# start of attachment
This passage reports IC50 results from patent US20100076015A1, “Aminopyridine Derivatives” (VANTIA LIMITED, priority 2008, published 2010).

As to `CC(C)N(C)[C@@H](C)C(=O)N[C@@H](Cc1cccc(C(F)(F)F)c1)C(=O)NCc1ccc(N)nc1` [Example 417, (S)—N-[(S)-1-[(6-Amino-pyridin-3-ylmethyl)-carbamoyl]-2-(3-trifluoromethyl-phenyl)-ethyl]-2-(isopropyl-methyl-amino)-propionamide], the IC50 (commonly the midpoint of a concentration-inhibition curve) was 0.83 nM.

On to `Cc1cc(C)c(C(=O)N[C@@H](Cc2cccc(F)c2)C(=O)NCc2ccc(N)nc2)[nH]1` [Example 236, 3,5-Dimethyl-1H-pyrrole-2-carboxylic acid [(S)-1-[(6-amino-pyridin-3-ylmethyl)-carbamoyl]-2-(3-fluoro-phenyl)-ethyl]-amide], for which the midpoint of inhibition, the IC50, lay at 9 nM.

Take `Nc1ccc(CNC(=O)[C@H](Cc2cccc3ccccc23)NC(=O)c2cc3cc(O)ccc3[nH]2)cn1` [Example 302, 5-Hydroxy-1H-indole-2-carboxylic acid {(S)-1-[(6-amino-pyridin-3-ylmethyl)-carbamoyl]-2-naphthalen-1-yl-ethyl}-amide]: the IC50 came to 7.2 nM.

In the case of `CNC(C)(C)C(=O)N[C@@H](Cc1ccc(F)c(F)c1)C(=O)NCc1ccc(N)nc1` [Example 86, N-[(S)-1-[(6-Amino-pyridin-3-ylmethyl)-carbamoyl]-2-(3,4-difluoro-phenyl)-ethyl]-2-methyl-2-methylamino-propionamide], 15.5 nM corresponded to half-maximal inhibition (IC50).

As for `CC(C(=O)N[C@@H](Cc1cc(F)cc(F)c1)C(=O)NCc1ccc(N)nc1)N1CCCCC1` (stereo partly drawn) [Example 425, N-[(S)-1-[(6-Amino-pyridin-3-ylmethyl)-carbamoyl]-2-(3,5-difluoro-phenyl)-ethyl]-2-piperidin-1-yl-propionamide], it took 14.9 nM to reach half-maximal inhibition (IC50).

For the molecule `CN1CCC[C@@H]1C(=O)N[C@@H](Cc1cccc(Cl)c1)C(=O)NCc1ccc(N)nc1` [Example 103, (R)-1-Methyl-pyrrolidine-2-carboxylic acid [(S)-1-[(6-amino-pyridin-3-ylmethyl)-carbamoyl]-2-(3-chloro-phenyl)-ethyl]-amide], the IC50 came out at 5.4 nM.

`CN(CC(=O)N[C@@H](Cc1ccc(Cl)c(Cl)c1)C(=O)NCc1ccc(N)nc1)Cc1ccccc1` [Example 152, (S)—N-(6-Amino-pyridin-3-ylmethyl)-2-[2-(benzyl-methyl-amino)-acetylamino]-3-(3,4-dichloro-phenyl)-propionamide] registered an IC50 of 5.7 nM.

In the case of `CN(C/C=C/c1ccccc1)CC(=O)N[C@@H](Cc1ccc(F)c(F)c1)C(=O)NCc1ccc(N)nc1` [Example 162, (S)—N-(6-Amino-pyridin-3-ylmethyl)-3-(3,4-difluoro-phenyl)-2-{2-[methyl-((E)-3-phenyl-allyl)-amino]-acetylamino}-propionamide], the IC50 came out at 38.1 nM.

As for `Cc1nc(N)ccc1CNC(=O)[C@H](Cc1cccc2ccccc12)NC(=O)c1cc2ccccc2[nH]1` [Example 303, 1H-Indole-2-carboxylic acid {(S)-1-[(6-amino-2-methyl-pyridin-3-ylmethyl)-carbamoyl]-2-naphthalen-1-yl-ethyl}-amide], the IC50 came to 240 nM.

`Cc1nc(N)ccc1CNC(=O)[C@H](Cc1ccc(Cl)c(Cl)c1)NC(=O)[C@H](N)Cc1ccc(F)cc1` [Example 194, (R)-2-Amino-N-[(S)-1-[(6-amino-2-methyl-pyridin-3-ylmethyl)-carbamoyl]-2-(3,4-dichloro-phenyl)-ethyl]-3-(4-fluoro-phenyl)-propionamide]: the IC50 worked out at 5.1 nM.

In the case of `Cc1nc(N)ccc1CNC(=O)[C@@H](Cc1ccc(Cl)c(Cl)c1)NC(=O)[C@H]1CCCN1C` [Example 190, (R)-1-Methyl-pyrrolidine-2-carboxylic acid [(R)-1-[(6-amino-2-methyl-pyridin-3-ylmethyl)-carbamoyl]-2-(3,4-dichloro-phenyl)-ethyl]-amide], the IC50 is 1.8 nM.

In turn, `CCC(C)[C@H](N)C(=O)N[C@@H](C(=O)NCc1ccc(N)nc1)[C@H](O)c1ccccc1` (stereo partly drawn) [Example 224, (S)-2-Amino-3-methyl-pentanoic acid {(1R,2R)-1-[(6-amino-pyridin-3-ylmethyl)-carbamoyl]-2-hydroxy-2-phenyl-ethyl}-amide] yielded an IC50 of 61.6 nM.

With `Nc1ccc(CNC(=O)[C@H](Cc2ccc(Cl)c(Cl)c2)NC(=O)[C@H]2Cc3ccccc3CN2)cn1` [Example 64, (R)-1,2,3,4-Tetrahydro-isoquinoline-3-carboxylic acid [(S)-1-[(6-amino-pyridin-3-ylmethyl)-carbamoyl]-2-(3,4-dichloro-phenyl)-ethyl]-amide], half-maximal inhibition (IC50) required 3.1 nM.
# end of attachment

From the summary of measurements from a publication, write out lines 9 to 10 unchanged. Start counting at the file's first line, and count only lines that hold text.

In the case of `CN(C/C=C/c1ccccc1)CC(=O)N[C@@H](Cc1ccc(F)c(F)c1)C(=O)NCc1ccc(N)nc1` [Example 162, (S)—N-(6-Amino-pyridin-3-ylmethyl)-3-(3,4-difluoro-phenyl)-2-{2-[methyl-((E)-3-phenyl-allyl)-amino]-acetylamino}-propionamide], the IC50 came out at 38.1 nM.

As for `Cc1nc(N)ccc1CNC(=O)[C@H](Cc1cccc2ccccc12)NC(=O)c1cc2ccccc2[nH]1` [Example 303, 1H-Indole-2-carboxylic acid {(S)-1-[(6-amino-2-methyl-pyridin-3-ylmethyl)-carbamoyl]-2-naphthalen-1-yl-ethyl}-amide], the IC50 came to 240 nM.